Ann White and Michelle Reed (Jason Schumer)
Ann White and Michelle Reed (Jason Schumer)

The street has faced mounting difficulties in recent years, including a spike in gun violence. In 2014, CPS teacher Betty Howard was killed by a stray bullet as she was working a second job at a real estate office on 79th Street. Her death sparked anger in the community and helped spur the creation of a new nonprofit, the Greater Chatham Initiative.

Some residents, like Thomas Adams, hope that these kind of initiatives and the work of institutions like New Life will help revive the street.

“The impact of these efforts is that the neighborhood is already taking a slight turn for the better,” Adams said. “79th used to be a lot more hectic but so far this year it has been relatively calm. We all want to see things get better throughout the city.”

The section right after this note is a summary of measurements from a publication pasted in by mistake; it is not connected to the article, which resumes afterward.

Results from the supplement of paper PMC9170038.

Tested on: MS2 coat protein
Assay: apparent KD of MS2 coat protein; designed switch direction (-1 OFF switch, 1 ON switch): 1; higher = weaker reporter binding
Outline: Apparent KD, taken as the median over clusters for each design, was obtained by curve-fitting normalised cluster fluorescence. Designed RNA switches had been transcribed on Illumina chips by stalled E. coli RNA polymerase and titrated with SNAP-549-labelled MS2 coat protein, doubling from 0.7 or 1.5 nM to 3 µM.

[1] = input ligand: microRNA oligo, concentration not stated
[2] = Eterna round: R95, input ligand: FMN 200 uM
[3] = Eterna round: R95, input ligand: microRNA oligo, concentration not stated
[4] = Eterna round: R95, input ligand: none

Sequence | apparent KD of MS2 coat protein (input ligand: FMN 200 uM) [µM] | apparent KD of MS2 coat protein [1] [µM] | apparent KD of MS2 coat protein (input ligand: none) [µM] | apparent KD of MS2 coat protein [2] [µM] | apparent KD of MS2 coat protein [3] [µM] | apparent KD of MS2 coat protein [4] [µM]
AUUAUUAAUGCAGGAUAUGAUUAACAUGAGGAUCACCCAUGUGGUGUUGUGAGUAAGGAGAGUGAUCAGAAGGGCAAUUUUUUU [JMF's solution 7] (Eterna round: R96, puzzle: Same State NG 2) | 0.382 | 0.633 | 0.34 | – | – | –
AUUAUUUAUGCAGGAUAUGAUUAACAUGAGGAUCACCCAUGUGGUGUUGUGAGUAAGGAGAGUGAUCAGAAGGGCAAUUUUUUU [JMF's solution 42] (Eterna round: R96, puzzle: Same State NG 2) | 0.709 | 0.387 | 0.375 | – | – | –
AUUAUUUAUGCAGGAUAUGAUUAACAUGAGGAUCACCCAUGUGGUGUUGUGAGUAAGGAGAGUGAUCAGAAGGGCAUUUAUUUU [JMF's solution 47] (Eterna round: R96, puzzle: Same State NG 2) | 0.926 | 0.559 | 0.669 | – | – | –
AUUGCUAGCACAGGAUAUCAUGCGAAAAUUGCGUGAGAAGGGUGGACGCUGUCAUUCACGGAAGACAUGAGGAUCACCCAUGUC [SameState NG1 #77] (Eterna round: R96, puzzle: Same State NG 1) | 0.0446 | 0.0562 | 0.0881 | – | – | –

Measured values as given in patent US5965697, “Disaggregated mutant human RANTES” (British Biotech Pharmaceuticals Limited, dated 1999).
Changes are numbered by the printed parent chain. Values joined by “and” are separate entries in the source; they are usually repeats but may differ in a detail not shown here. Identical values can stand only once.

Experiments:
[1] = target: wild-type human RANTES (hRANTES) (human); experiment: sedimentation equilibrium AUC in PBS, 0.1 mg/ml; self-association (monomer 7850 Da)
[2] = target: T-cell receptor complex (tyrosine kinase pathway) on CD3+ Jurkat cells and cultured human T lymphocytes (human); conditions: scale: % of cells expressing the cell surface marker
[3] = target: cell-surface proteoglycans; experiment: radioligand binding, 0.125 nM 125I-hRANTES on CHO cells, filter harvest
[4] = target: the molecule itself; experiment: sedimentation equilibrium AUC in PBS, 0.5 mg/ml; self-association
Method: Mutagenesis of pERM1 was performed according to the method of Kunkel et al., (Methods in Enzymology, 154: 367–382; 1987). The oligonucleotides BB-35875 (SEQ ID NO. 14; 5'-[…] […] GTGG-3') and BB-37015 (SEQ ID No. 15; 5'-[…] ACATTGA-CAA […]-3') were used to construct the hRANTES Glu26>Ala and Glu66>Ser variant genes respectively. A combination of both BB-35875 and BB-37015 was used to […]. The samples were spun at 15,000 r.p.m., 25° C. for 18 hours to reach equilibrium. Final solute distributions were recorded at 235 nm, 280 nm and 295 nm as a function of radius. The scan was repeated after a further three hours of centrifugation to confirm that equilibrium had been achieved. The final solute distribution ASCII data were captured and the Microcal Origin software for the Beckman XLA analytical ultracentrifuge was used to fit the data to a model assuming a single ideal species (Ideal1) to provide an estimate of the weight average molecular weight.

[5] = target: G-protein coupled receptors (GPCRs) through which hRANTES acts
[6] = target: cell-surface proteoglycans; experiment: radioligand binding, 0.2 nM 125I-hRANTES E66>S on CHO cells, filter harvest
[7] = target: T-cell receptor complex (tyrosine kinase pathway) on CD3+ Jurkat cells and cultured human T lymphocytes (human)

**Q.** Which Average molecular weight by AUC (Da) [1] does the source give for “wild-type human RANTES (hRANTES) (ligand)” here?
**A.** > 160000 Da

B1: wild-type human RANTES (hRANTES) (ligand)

Taysha Brown, Thomas Adams, and Jonathan Lewis (Jason Schumer)
Taysha Brown, Thomas Adams, and Jonathan Lewis (Jason Schumer)

Eventually the unrelenting rain forced organizers to reschedule the march.

Some residents decided to march anyway. Despite the cancellation of the New Life march, a separate march organized by the Alpha Phi Alpha fraternity continued as planned, with well over a hundred men clad in their fraternity’s black and gold colors, all advancing down the center of 79th Street, shielded from the rain under dozens of umbrellas.

Other residents returned to New Life. At the corner of 79th and Cottage Grove, about a dozen people formed a circle and began to pray after hearing news of the cancellation. One man cried out, “thank you for allowing us to be your vessels and servants, oh God.” The prayer concluded with cheers.